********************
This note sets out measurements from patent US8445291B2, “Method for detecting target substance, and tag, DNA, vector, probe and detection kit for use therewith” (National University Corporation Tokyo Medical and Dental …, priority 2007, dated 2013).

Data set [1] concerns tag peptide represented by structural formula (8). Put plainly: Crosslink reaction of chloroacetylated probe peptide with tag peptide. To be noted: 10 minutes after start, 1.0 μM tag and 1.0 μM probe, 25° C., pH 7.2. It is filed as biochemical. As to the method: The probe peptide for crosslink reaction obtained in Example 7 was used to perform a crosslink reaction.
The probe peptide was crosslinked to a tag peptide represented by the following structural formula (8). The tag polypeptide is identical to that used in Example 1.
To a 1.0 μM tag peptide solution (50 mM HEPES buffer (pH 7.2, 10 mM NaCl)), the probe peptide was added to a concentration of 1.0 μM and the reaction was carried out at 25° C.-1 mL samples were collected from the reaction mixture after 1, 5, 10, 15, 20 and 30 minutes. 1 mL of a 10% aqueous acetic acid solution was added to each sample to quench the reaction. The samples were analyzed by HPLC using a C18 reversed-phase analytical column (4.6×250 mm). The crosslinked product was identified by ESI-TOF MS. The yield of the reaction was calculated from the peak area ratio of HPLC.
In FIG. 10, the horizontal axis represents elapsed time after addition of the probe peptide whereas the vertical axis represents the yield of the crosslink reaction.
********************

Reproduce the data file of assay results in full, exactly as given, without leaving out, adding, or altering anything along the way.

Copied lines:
This note sets out measurements from patent US8445291B2, “Method for detecting target substance, and tag, DNA, vector, probe and detection kit for use therewith” (National University Corporation Tokyo Medical and Dental …, priority 2007, dated 2013).

Data set [1] concerns tag peptide represented by structural formula (8). Put plainly: Crosslink reaction of chloroacetylated probe peptide with tag peptide. To be noted: 10 minutes after start, 1.0 μM tag and 1.0 μM probe, 25° C., pH 7.2. It is filed as biochemical. As to the method: The probe peptide for crosslink reaction obtained in Example 7 was used to perform a crosslink reaction.
The probe peptide was crosslinked to a tag peptide represented by the following structural formula (8). The tag polypeptide is identical to that used in Example 1.
To a 1.0 μM tag peptide solution (50 mM HEPES buffer (pH 7.2, 10 mM NaCl)), the probe peptide was added to a concentration of 1.0 μM and the reaction was carried out at 25° C.-1 mL samples were collected from the reaction mixture after 1, 5, 10, 15, 20 and 30 minutes. 1 mL of a 10% aqueous acetic acid solution was added to each sample to quench the reaction. The samples were analyzed by HPLC using a C18 reversed-phase analytical column (4.6×250 mm). The crosslinked product was identified by ESI-TOF MS. The yield of the reaction was calculated from the peak area ratio of HPLC.
In FIG. 10, the horizontal axis represents elapsed time after addition of the probe peptide whereas the vertical axis represents the yield of the crosslink reaction.